Earlier this week, I was contemplating what I should look at for this week's film review. So, I posed the question on Twitter, and got two responses regarding the offensive lines in the Colts-Titans game.
First, was the Colts' makeshift offensive line really performing well in the run game, or were the running backs (specifically Delone Carter) merely grinding out the yards? Second, what did the Titans' offense do to neutralize Dwight Freeney and Robert Mathis? The two defensive ends have been relatively invisible for the last four weeks, and while the loss of Eric Foster and Drake Nevis have had an impact, that shouldn't be the only reason.
After the jump, we'll take a look at the Colts offensive line and running backs, and tomorrow we'll look at the defensive ends and the Titan's offensive strategy.The Colts ran for 158 yards (although half was by Curtis Painter), with the running backs running for 79 yards on 19 carries, a 4.16 average. After watching the game, and reviewing the stats from the rest of the year, it seems pretty clear that both the offensive line and the two running backs are performing well.
During the Titans game, the running backs had 19 carries. On six of those plays, the offensive line got very good push as a whole, creating a huge lane for the running back to run through. These plays resulted in 40 yards, a 6.67 average. Two of those runs were by Donald Brown, for nine yards. Carter had 31 yards on 4 carries, including a 14 yard run.
On seven of the running plays, the offensive line opened up a "crease," a small hole, or lost their blocks prematurely. On these runs, the Colts gained 33 yards, a 4.71 average. Carter had three of these plays, for 12 yards. Brown, on the other hand, had four carries for 21 yards.
For four of the 19 plays, the offensive line had one or two breakdowns, allowing a defensive lineman to penetrate the backfield. This included two runs by Delone Carter, a 5 yard play (made the DL miss in backfield) and a one yard loss. Donald Brown also had two runs in this scenario, just getting back to the line on one, and getting a two yard gain on the other as he cut back, making one man miss and falling forward with the tackle (something he's failed to do in the past).
Besides those 17 plays, there were two plays that failed to fit into one of the categories. The first was a 0 yard run by Donald Brown with about 28 seconds left in the third quarter, on 2nd and one. On the play, the line really failed to open anything up, but Brown didn't hit the line and try to get the yard, but instead hesitating, leading to no gain on the play.
Jim Caldwell seemed very unhappy with Brown on the play, and the announcers killed him for hesitating, but I don't think it's as bad of a job by Brown as it seems, under the circumstances. The play was 2nd and one, so in my opinion, the Colts can afford to have Brown wait and try to make something more out of it instead of grinding out the yard on this play. If it was a third and one, I'd be livid, but on second and one, if he doesn't lose yardage, I'm okay with that.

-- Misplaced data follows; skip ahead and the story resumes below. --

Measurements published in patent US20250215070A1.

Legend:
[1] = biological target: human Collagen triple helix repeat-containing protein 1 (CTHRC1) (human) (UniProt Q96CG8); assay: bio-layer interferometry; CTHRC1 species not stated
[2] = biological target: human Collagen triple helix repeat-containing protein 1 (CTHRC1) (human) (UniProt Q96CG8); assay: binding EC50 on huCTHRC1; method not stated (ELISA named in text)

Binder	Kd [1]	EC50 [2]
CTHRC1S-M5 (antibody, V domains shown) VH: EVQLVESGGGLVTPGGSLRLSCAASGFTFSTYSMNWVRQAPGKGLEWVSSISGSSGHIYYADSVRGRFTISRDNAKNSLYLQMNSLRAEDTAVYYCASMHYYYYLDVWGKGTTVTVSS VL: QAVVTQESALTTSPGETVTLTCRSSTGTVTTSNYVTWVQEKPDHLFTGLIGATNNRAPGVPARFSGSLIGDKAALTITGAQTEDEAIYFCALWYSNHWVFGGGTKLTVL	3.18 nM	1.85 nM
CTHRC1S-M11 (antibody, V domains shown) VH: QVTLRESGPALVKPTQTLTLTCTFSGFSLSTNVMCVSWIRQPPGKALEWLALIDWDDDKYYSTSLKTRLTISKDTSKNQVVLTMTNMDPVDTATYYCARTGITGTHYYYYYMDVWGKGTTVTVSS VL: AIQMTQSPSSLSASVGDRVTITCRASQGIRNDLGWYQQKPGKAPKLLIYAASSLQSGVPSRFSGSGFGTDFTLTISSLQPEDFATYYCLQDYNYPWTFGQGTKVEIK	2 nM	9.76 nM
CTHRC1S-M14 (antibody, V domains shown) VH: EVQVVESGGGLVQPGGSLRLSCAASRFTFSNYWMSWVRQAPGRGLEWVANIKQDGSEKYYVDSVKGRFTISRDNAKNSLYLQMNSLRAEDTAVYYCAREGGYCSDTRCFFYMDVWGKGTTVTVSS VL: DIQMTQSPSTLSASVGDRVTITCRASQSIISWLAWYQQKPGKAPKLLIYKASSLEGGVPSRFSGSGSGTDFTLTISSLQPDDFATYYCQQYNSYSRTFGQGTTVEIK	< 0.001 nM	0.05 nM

The second play also included Brown, and happened on the very next run play (14:33 in the 4th). Brown took the hand-off on a stretch play, and took it to the edge, but got stopped by the cornerback, a two yard gain. On this play, the blame lies not in the offensive line (who held their blocks well) or Donald Brown, but in Pierre Garcon. Garcon went right by the corner back on this play, attempting to block the safety, leaving the cornerback a free shot at Brown in limited space (approaching the sideline).
I don't know if this was by design, or just a poor decision by Garcon, but the play almost certainly would have had more success if the corner had been blocked, and the safety had to come down and make the play.
Overall, this performance lines up well with what advanced statistics tell us: the Colts' improved run game is due to better performance by both the offensive line and the running backs. The Colts offensive line is currently 7th in the league at adjusted line yards, and are ranked 4th in "Stuffed Rank," a percentage of running plays that produce zero or negative yards (Colts' are at 16%).
In 2010 and 2009, the Colts were 20th and 27th (respectively) in this category, getting stuffed 20% and 22% of the time.
The running backs are also doing their part. Among "starting" running backs, Delone Carter is 13th in the league in DVOA, with 8.0%, as well as being 12th in success rate at 49%. Donald Brown's DVOA of 23.2% is third among backs with at least 30 carries, behind only Darren Sproles (41.1%!) and LeSean McCoy (34.7%). Now, Brown's success rate is currently 47%, good enough for 18th in the league among starting backs. Of course, before the Titans game Brown's success rate was 59%, but the Titans game was an awful game in terms of success rate for Brown (20%).
The improved running game is definitely a plus for the Colts in 2011, and the fans should be excited for the prospect of it in the future. Of course, it also goes to show that the Colts' coaches have been dropping the ball in terms of installing a run-heavy game plan.
Against the Titans, the Colts dropped back to pass on 58 plays (2 were sacks, 7 were QB scrambles), and ran it on 19. They continue to insist on passing on first down, which continually leaves them in long second downs, where they often choose to run (6 times out of 19 carries). Running on 2nd and 10 generally leaves them in long third downs, which they are terrible at converting.
Why the Colts refuse to do this with a below-average quarterback and successful run game is beyond me. But, despite the coaching problems, the vastly improved run game should be a cause for relief, as both the running backs themselves and the offensive line are performing at a much higher level this year.